ANOTHER 94-YEAR OLD YOGINI
(WHO DOESN'T DO ASANA / THE POSTURES)
Sunday's New York Times carried an inspiring story by Deborah Sontag about Cuban-born, Manhattan-based artist Carmen Herrera, who has toiled in obscurity for six decades. She painted because she had to, not because she wanted to. Not because of name or fame.
“I do it because I have to do it; it’s a compulsion that also gives me pleasure,” she said of painting. “I never in my life had any idea of money and I thought fame was a very vulgar thing. So I just worked and waited. And at the end of my life, I’m getting a lot of recognition, to my amazement and my pleasure, actually.”
In other words, she did it because it had to be done.
Other clues are there:
Her apartment is "sparsely but artfully furnished,"
Her paintings are "radiantly ascetic."
She attributes her success to "the unflinching support" of her husband, an English teacher whom Frank McCourt described as "as an old-world scholar in an 'elegant, three-piece suit, the gold watch chain looping across his waistcoat front.'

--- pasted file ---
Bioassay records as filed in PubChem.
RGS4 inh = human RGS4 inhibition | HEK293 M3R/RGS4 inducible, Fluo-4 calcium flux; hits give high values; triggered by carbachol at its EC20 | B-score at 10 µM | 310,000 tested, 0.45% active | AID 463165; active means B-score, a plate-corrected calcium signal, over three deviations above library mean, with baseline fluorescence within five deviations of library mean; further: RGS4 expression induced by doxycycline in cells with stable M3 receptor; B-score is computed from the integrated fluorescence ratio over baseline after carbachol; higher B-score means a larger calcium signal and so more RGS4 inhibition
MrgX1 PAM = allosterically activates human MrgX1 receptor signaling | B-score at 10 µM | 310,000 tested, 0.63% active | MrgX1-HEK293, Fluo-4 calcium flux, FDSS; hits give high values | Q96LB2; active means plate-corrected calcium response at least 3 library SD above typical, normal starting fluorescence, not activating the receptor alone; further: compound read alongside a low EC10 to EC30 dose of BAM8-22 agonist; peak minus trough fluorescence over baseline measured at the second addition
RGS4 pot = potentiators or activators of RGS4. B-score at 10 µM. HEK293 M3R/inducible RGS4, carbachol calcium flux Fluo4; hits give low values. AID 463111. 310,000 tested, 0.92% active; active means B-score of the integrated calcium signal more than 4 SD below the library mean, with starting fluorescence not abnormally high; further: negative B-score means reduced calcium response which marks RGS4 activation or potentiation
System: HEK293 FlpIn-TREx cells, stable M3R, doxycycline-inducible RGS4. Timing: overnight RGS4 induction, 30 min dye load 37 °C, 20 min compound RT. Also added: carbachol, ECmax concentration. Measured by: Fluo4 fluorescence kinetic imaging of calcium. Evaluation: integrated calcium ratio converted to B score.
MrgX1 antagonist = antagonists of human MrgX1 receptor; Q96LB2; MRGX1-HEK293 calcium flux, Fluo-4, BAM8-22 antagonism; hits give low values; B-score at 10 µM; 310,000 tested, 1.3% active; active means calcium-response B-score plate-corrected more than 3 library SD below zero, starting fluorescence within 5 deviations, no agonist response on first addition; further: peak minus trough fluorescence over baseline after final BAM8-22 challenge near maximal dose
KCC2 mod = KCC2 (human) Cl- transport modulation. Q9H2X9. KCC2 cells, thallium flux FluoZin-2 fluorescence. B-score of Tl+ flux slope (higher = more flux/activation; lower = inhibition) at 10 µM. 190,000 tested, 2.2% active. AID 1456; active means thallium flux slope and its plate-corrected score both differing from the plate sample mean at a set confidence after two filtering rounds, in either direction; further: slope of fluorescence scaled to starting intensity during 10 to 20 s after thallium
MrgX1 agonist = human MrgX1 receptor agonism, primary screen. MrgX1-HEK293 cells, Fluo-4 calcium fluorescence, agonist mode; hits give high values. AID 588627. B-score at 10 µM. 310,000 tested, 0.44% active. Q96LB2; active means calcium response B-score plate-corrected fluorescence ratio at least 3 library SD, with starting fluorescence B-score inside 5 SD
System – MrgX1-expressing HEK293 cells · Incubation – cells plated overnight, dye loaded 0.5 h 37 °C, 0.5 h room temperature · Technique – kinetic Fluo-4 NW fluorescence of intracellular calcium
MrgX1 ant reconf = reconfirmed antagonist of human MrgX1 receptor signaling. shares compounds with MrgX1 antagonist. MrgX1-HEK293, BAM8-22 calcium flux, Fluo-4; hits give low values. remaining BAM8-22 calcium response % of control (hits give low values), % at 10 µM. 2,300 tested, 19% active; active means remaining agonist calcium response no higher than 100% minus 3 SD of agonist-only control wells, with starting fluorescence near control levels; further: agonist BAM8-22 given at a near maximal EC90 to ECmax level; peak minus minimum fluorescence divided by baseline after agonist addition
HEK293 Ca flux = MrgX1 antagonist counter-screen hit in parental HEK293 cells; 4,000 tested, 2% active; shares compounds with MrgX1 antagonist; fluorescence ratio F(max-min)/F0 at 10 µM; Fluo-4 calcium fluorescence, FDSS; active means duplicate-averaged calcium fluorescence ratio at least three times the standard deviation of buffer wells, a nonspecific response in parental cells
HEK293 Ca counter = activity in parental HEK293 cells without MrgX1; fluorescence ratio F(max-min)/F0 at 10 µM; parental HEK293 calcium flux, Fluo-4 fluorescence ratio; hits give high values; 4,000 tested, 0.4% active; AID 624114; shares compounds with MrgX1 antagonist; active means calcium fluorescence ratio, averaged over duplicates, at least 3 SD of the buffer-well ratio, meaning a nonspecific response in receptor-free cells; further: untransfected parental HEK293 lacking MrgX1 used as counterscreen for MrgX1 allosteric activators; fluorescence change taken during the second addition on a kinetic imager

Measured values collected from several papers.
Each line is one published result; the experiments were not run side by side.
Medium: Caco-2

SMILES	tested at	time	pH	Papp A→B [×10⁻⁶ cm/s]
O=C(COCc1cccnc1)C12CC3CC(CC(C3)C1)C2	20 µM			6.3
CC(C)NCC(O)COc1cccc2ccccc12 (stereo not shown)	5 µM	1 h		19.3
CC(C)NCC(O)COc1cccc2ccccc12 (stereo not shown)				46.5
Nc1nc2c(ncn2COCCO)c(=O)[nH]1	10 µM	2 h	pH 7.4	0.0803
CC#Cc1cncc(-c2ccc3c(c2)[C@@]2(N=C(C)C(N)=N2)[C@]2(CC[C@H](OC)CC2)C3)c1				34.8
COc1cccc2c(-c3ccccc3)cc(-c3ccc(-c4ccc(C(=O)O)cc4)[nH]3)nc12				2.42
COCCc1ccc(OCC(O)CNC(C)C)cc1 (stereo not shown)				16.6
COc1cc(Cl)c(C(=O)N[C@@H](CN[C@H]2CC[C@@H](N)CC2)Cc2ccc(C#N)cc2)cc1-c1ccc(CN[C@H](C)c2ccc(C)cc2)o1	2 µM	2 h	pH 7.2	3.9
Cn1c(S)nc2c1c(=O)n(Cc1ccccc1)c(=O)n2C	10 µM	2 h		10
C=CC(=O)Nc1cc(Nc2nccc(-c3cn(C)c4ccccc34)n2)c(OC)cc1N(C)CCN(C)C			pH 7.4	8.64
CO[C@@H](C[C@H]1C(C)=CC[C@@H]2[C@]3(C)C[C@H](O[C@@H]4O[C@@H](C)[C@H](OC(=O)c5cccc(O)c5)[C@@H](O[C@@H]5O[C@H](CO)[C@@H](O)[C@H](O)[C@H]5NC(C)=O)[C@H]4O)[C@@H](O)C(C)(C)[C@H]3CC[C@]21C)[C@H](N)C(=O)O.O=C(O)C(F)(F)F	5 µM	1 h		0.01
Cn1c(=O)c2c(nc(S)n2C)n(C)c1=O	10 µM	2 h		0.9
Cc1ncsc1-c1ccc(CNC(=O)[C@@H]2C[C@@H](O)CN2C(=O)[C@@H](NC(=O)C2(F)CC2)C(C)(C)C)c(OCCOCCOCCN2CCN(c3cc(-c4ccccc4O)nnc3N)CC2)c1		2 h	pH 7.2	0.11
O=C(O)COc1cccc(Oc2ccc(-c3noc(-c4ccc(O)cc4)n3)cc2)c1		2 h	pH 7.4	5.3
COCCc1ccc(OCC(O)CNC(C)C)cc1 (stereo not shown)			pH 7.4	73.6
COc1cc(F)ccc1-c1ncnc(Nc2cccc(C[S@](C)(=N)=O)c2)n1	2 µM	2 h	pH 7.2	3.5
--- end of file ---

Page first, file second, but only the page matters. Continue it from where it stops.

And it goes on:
She doesn't like to talk about herself, or accept accolades: "Ms. Herrera is less expansive about her own art, discussing it with a minimalism redolent of the work. 'Paintings speak for themselves,' she said. Geometry and color have been the head and the heart of her work, she added, describing a lifelong quest to pare down her paintings to their essence, like visual haiku."
"Asked how she would describe to a student a painting like 'Blanco y Verde' (1966) — a canvas of white interrupted by an inverted green triangle — she said, 'I wouldn’t have a student.'
“'I have more money now than I ever had in my life,' she said.
"Not that she is succumbing to a life of leisure. At a long table where she peers out over East 19th Street 'like a French concierge,' Ms. Herrera, because she must, continues to draw and paint. 'Only my love of the straight line keeps me going,' she said.
Read the rest here.